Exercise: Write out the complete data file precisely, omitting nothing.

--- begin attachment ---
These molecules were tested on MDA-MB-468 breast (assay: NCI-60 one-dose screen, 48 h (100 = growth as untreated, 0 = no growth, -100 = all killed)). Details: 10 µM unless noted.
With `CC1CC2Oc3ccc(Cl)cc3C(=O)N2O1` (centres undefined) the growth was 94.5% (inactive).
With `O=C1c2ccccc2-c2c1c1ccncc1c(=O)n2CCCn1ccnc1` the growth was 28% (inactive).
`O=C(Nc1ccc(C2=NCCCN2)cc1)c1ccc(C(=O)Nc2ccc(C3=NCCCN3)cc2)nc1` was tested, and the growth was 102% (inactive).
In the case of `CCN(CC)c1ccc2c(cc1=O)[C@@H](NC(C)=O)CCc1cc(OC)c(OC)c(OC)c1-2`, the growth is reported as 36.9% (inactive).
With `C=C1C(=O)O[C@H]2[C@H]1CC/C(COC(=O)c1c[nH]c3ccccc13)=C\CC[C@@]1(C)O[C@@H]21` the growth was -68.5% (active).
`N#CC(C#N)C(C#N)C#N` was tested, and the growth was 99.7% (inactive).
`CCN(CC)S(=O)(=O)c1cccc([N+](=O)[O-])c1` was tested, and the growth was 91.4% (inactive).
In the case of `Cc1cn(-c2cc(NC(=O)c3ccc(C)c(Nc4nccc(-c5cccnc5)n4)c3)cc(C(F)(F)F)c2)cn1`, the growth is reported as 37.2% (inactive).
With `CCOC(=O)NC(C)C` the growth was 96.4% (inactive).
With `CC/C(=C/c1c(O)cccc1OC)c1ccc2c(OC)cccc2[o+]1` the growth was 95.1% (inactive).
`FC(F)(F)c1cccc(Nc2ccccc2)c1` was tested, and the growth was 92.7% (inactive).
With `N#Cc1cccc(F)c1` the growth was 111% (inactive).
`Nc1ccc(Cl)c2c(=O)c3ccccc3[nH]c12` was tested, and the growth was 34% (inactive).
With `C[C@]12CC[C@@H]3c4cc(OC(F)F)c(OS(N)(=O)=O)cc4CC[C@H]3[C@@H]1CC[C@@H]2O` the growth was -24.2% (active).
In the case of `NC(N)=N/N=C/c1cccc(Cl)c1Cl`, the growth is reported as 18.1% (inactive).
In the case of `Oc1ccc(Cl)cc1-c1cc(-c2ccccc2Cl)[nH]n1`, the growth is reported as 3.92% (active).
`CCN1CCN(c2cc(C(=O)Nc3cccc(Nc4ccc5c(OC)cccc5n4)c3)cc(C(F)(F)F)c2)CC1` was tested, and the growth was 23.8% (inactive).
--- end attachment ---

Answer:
These molecules were tested on MDA-MB-468 breast (assay: NCI-60 one-dose screen, 48 h (100 = growth as untreated, 0 = no growth, -100 = all killed)). Details: 10 µM unless noted.
With `CC1CC2Oc3ccc(Cl)cc3C(=O)N2O1` (centres undefined) the growth was 94.5% (inactive).
With `O=C1c2ccccc2-c2c1c1ccncc1c(=O)n2CCCn1ccnc1` the growth was 28% (inactive).
`O=C(Nc1ccc(C2=NCCCN2)cc1)c1ccc(C(=O)Nc2ccc(C3=NCCCN3)cc2)nc1` was tested, and the growth was 102% (inactive).
In the case of `CCN(CC)c1ccc2c(cc1=O)[C@@H](NC(C)=O)CCc1cc(OC)c(OC)c(OC)c1-2`, the growth is reported as 36.9% (inactive).
With `C=C1C(=O)O[C@H]2[C@H]1CC/C(COC(=O)c1c[nH]c3ccccc13)=C\CC[C@@]1(C)O[C@@H]21` the growth was -68.5% (active).
`N#CC(C#N)C(C#N)C#N` was tested, and the growth was 99.7% (inactive).
`CCN(CC)S(=O)(=O)c1cccc([N+](=O)[O-])c1` was tested, and the growth was 91.4% (inactive).
In the case of `Cc1cn(-c2cc(NC(=O)c3ccc(C)c(Nc4nccc(-c5cccnc5)n4)c3)cc(C(F)(F)F)c2)cn1`, the growth is reported as 37.2% (inactive).
With `CCOC(=O)NC(C)C` the growth was 96.4% (inactive).
With `CC/C(=C/c1c(O)cccc1OC)c1ccc2c(OC)cccc2[o+]1` the growth was 95.1% (inactive).
`FC(F)(F)c1cccc(Nc2ccccc2)c1` was tested, and the growth was 92.7% (inactive).
With `N#Cc1cccc(F)c1` the growth was 111% (inactive).
`Nc1ccc(Cl)c2c(=O)c3ccccc3[nH]c12` was tested, and the growth was 34% (inactive).
With `C[C@]12CC[C@@H]3c4cc(OC(F)F)c(OS(N)(=O)=O)cc4CC[C@H]3[C@@H]1CC[C@@H]2O` the growth was -24.2% (active).
In the case of `NC(N)=N/N=C/c1cccc(Cl)c1Cl`, the growth is reported as 18.1% (inactive).
In the case of `Oc1ccc(Cl)cc1-c1cc(-c2ccccc2Cl)[nH]n1`, the growth is reported as 3.92% (active).
`CCN1CCN(c2cc(C(=O)Nc3cccc(Nc4ccc5c(OC)cccc5n4)c3)cc(C(F)(F)F)c2)CC1` was tested, and the growth was 23.8% (inactive).